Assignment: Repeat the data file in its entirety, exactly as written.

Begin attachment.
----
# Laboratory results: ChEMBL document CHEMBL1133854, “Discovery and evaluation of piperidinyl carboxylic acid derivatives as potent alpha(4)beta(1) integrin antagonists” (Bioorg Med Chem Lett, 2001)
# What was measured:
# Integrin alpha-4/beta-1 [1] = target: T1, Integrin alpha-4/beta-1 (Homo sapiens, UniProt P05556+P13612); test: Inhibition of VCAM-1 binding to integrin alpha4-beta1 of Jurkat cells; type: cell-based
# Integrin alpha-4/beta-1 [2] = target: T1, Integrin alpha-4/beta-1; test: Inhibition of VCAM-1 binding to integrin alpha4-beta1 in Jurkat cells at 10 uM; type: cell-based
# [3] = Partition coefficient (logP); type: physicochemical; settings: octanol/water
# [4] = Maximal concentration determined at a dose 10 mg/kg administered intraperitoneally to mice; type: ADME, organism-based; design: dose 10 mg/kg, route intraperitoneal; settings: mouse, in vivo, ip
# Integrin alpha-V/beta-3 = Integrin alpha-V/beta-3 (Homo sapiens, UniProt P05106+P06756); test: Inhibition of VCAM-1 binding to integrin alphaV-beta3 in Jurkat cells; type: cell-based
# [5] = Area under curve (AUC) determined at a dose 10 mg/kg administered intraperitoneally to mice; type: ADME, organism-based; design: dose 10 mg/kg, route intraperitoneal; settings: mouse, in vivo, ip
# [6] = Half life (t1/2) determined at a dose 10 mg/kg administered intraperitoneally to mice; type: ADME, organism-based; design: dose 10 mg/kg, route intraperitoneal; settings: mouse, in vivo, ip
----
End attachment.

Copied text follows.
# Laboratory results: ChEMBL document CHEMBL1133854, “Discovery and evaluation of piperidinyl carboxylic acid derivatives as potent alpha(4)beta(1) integrin antagonists” (Bioorg Med Chem Lett, 2001)
# What was measured:
# Integrin alpha-4/beta-1 [1] = target: T1, Integrin alpha-4/beta-1 (Homo sapiens, UniProt P05556+P13612); test: Inhibition of VCAM-1 binding to integrin alpha4-beta1 of Jurkat cells; type: cell-based
# Integrin alpha-4/beta-1 [2] = target: T1, Integrin alpha-4/beta-1; test: Inhibition of VCAM-1 binding to integrin alpha4-beta1 in Jurkat cells at 10 uM; type: cell-based
# [3] = Partition coefficient (logP); type: physicochemical; settings: octanol/water
# [4] = Maximal concentration determined at a dose 10 mg/kg administered intraperitoneally to mice; type: ADME, organism-based; design: dose 10 mg/kg, route intraperitoneal; settings: mouse, in vivo, ip
# Integrin alpha-V/beta-3 = Integrin alpha-V/beta-3 (Homo sapiens, UniProt P05106+P06756); test: Inhibition of VCAM-1 binding to integrin alphaV-beta3 in Jurkat cells; type: cell-based
# [5] = Area under curve (AUC) determined at a dose 10 mg/kg administered intraperitoneally to mice; type: ADME, organism-based; design: dose 10 mg/kg, route intraperitoneal; settings: mouse, in vivo, ip
# [6] = Half life (t1/2) determined at a dose 10 mg/kg administered intraperitoneally to mice; type: ADME, organism-based; design: dose 10 mg/kg, route intraperitoneal; settings: mouse, in vivo, ip